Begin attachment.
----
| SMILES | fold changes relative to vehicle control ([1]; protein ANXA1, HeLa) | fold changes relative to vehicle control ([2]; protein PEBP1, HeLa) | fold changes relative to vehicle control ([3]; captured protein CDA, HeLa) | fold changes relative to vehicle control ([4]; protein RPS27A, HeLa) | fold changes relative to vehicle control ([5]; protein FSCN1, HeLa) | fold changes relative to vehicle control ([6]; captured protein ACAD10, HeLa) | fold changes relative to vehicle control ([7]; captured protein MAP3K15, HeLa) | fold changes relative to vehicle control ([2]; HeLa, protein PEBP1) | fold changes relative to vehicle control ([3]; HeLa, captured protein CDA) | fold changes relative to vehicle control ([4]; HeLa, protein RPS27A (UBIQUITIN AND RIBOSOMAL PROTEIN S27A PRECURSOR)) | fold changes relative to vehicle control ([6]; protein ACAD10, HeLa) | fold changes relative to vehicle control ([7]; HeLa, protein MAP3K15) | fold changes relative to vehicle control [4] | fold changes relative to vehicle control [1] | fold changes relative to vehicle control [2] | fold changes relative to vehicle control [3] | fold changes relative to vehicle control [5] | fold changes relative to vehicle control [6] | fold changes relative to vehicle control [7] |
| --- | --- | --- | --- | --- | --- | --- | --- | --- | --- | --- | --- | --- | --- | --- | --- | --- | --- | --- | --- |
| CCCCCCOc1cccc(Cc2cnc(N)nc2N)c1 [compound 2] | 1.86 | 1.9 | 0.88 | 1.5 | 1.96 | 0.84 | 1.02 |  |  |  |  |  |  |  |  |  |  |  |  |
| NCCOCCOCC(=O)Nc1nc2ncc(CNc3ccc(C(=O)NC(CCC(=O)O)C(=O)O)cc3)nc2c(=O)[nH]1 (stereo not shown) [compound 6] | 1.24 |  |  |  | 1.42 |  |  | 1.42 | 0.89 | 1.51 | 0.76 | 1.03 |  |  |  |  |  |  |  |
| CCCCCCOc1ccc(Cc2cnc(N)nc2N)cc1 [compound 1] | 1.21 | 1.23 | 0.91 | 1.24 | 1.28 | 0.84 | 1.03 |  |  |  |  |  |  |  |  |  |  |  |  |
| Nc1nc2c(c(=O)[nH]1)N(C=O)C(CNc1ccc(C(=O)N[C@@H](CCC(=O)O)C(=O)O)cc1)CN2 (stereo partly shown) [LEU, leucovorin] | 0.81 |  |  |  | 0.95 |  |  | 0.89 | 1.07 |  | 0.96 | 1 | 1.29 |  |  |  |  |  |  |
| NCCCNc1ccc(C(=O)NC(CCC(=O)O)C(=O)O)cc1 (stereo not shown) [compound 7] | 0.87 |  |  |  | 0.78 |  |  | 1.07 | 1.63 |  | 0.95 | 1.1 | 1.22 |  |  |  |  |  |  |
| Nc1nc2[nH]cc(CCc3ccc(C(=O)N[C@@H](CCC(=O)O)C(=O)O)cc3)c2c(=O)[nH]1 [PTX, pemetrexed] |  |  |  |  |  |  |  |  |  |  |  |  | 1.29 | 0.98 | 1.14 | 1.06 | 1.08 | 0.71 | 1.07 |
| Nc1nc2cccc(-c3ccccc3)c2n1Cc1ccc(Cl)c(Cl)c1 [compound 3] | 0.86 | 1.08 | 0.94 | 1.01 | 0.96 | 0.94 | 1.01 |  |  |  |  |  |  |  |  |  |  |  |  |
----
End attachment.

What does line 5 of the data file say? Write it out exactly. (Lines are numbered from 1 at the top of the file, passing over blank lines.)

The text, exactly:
| CCCCCCOc1ccc(Cc2cnc(N)nc2N)cc1 [compound 1] | 1.21 | 1.23 | 0.91 | 1.24 | 1.28 | 0.84 | 1.03 |  |  |  |  |  |  |  |  |  |  |  |  |